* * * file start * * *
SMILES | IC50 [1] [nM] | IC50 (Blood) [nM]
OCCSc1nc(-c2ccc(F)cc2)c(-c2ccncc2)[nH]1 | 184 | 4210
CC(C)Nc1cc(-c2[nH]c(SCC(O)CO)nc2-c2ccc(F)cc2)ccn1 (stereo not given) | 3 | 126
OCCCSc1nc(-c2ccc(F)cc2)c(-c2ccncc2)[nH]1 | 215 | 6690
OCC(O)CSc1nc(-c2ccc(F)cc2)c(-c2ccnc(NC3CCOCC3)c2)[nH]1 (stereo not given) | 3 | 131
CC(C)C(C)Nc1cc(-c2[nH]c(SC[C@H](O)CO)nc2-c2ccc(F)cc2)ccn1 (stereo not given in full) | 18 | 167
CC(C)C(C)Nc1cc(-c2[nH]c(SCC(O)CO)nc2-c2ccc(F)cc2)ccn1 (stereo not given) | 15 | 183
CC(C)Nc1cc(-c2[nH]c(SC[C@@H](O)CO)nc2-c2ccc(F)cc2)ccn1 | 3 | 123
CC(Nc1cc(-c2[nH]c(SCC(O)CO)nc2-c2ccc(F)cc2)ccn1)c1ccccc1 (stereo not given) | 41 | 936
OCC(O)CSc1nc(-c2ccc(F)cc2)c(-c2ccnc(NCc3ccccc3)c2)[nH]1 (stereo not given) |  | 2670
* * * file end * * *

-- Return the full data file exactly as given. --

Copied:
SMILES | IC50 [1] [nM] | IC50 (Blood) [nM]
OCCSc1nc(-c2ccc(F)cc2)c(-c2ccncc2)[nH]1 | 184 | 4210
CC(C)Nc1cc(-c2[nH]c(SCC(O)CO)nc2-c2ccc(F)cc2)ccn1 (stereo not given) | 3 | 126
OCCCSc1nc(-c2ccc(F)cc2)c(-c2ccncc2)[nH]1 | 215 | 6690
OCC(O)CSc1nc(-c2ccc(F)cc2)c(-c2ccnc(NC3CCOCC3)c2)[nH]1 (stereo not given) | 3 | 131
CC(C)C(C)Nc1cc(-c2[nH]c(SC[C@H](O)CO)nc2-c2ccc(F)cc2)ccn1 (stereo not given in full) | 18 | 167
CC(C)C(C)Nc1cc(-c2[nH]c(SCC(O)CO)nc2-c2ccc(F)cc2)ccn1 (stereo not given) | 15 | 183
CC(C)Nc1cc(-c2[nH]c(SC[C@@H](O)CO)nc2-c2ccc(F)cc2)ccn1 | 3 | 123
CC(Nc1cc(-c2[nH]c(SCC(O)CO)nc2-c2ccc(F)cc2)ccn1)c1ccccc1 (stereo not given) | 41 | 936
OCC(O)CSc1nc(-c2ccc(F)cc2)c(-c2ccnc(NCc3ccccc3)c2)[nH]1 (stereo not given) |  | 2670